Here are the course descriptions I used.  We had to start with Standard.  I kept that designation for the Tech classes because they were not required to do work outside of class.  Students were able to do more independent technical and design work in Play Production, Theatre III, and Theatre IV, along with acting, playwriting, and time required outside of class.

    Best wishes!

    Theatre Arts (Beginning) I
    Students employ improvisation, voice and diction, storytelling, acting practice in scenes and monologues, theatre history, play reading, and an introduction to script writing and technical theatre to gain foundational knowledge of theatre arts.
    CREDIT: 1   TYPE: Standard   GRADE: 9-12

    Theatre Arts (Proficient) II Honors - Fall
    Through multiple acting assignments, including a play for children, students refine acting and design techniques. Students participate in a playwriting unit culminating in a two-person scene and utilize play reading to build on the historical timeline begun in Theatre I and informal research to support current productions.
    CREDIT: 1   TYPE: Honors   GRADE: 10-12
    PREREQUISITE: 531521 - Theatre Arts (Beginning) I

    Theatre Arts Spcl (Proficient) Play Productions Honors
    Students continue their study of theatre arts through the production of a play or musical for public performance. Students explore acting technique through the audition, rehearsal, and performance process. They accomplish technical work relating to the specific production, including scenery, costumes, lighting, and sound. Students complete informal research inquiries relating to the production and careers in theatre, as well as continue play reading. They participate in a playwriting unit culminating in a two-person scene. Rehearsal time outside of class is required near performance time.
    CREDIT: 1   TYPE: Honors   GRADE: 9-12
    PREREQUISITE: 531521 - Theatre Arts (Beginning) I

    Theatre Arts (Proficient) III Honors - Spring
    Students continue to refine acting techniques through preparation of audition monologues, and public performances, including a play or musical. Informal research and play reading allow students to build on their knowledge of playwrights, directors, and designers. Students actively participate in various aspects of technical theatre, as well as a playwriting unit culminating in a three-person scene. Rehearsal time outside of class is required near performance time.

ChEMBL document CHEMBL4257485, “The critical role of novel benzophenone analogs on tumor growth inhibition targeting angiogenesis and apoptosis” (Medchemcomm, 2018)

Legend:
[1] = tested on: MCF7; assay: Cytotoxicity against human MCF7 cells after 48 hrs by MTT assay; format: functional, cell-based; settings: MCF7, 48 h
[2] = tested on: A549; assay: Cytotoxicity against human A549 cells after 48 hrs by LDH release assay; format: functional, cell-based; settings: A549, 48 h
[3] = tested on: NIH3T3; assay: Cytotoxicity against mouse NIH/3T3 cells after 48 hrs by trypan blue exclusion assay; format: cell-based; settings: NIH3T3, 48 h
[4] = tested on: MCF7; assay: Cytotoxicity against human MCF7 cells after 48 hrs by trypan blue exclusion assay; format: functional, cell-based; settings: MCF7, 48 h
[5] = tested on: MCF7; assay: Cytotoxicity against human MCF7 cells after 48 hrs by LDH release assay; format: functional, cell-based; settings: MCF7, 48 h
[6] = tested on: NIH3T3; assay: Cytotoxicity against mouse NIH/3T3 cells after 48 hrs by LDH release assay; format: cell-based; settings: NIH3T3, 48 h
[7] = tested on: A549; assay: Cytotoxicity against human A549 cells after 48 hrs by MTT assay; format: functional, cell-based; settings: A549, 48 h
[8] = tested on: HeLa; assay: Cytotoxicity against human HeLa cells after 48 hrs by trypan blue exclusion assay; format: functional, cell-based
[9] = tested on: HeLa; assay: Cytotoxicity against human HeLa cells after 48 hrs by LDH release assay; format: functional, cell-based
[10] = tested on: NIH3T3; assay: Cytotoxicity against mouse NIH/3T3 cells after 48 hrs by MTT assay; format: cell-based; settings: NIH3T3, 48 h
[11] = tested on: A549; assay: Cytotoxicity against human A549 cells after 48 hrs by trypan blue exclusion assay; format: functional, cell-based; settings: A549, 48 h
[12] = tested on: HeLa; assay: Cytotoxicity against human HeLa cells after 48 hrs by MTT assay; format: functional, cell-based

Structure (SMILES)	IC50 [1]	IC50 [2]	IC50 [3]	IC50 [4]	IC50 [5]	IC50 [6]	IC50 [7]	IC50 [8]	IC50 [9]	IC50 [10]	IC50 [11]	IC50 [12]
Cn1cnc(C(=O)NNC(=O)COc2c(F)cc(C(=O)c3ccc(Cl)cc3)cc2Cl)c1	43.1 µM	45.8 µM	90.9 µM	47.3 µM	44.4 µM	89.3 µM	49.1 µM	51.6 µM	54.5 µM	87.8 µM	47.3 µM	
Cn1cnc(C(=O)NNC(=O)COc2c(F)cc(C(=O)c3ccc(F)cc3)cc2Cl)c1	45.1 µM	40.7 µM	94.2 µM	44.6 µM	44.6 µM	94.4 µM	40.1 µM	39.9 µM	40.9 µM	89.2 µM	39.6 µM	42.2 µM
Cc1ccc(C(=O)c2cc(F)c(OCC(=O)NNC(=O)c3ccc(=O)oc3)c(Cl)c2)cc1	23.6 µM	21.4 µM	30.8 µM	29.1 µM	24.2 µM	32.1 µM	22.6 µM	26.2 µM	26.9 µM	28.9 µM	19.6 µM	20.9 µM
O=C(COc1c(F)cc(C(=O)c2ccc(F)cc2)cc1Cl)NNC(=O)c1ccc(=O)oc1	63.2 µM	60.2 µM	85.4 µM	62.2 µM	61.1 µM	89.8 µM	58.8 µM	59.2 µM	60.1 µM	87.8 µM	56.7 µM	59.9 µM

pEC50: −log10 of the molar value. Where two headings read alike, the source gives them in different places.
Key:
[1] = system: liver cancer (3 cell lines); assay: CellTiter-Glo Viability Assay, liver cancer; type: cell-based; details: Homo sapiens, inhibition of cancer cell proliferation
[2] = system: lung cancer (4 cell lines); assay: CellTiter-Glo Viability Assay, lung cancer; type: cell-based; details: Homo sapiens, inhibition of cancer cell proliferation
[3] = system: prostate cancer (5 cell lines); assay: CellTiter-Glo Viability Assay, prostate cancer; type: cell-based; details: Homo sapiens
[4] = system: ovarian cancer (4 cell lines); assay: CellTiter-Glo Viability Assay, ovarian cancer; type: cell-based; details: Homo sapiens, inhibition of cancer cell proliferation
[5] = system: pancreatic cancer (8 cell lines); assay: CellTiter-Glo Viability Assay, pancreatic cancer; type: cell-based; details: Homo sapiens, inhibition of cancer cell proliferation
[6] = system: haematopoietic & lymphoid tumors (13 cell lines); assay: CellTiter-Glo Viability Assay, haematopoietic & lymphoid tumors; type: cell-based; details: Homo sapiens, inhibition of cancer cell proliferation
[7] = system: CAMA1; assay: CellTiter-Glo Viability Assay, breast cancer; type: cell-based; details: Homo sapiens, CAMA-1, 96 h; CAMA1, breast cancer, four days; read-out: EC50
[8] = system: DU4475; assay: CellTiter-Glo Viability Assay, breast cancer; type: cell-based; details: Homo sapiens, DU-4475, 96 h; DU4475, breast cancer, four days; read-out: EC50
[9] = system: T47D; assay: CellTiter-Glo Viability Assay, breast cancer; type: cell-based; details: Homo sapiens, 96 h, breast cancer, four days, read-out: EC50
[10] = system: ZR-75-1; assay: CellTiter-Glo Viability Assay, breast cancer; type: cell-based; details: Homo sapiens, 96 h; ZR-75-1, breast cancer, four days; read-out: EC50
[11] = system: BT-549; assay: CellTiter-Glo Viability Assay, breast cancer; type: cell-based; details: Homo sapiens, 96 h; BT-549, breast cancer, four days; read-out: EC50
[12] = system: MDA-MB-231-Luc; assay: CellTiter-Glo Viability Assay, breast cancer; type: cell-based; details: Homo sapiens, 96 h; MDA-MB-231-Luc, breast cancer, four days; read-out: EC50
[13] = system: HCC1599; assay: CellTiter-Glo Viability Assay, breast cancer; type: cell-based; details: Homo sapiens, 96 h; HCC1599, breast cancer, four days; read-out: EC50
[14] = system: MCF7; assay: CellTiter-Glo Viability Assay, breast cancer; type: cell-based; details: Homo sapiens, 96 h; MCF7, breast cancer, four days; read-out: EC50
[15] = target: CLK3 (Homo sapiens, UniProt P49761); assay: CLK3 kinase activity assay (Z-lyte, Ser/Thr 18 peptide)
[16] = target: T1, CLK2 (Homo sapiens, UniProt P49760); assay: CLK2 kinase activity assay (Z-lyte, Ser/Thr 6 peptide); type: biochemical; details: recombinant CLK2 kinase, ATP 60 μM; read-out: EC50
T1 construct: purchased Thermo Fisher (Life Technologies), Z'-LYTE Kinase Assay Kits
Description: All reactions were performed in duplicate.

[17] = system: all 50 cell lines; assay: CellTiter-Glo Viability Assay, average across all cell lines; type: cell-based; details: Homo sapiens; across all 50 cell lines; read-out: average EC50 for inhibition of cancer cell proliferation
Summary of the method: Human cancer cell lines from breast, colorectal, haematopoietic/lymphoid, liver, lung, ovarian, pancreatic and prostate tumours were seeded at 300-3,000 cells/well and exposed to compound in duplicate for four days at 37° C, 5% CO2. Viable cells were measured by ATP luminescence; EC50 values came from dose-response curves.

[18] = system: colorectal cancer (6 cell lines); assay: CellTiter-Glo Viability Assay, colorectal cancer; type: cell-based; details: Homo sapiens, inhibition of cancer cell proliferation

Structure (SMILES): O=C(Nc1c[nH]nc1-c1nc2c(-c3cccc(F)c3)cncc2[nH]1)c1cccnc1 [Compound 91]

CREDIT: 1   TYPE: Honors   GRADE: 10-12
    PREREQUISITE: Successful completion of Theatre I and one additional Theatre Arts class

    Theatre Arts (Advanced) IV Honors - Spring
    Students utilize advanced acting techniques in preparation for a formal production and college or professional auditions. Students actively explore the roles of director, designer, dramaturg, and producer through work on a play or musical for public performance. They build on historical timelines by play reading. They participate in a playwriting unit culminating in a complete work. Rehearsal time outside of class is required near performance time.
    CREDIT: 1   TYPE: Honors   GRADE: 11-12
    PREREQUISITE: Successful completion of three (3) Theatre Arts classes, including Theatre Arts III Honors.

    Theatre Arts Spcl (Intermediate) Tech Theatre
    Students explore various areas of technical theatre through a combination of classroom instruction and hands-on learning. No previous experience in technical theatre is required. Students gain practical experience in set and prop design and construction; lighting design, rigging and board operation; costume design and construction; stage management; and directing. Students utilize play reading and informal research to support their design work. One in-class performance project is required.
    CREDIT: 1   TYPE: Standard   GRADE: 9-12
    PREREQUISITE: 531521 - Theatre Arts (Beginning) I

    Theatre Arts Spcl (Intermediate) Tech Practicum
    This course is for self-motivated students with some technical theatre experience. Students are responsible for design and operation of lights and sound for most productions and performances in the AHS Arts Theatre. Student technicians also complete research-based independent projects that further their knowledge and expertise in various areas of theatrical dramaturgy, design, and production. They complete one project involving acting. Time outside of school hours is required periodically.
    CREDIT: 1   TYPE: Standard   GRADE: 10-12
    PREREQUISITE: Successful completion of Theatre I and Theatre II, OR Theatre I and Technical Theatre

    CJ Breland
    Retired Theatre Arts Educator
    Asheville NC